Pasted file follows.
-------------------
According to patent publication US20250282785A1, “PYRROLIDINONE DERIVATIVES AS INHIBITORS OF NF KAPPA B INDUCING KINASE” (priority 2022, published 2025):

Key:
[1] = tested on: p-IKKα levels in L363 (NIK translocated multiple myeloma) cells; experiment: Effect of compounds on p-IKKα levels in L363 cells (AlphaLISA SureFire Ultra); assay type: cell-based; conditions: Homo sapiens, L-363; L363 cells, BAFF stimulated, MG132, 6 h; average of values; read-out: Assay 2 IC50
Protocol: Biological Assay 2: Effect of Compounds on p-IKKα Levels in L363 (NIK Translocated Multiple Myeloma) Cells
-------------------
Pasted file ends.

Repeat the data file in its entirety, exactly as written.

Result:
According to patent publication US20250282785A1, “PYRROLIDINONE DERIVATIVES AS INHIBITORS OF NF KAPPA B INDUCING KINASE” (priority 2022, published 2025):

Key:
[1] = tested on: p-IKKα levels in L363 (NIK translocated multiple myeloma) cells; experiment: Effect of compounds on p-IKKα levels in L363 cells (AlphaLISA SureFire Ultra); assay type: cell-based; conditions: Homo sapiens, L-363; L363 cells, BAFF stimulated, MG132, 6 h; average of values; read-out: Assay 2 IC50
Protocol: Biological Assay 2: Effect of Compounds on p-IKKα Levels in L363 (NIK Translocated Multiple Myeloma) Cells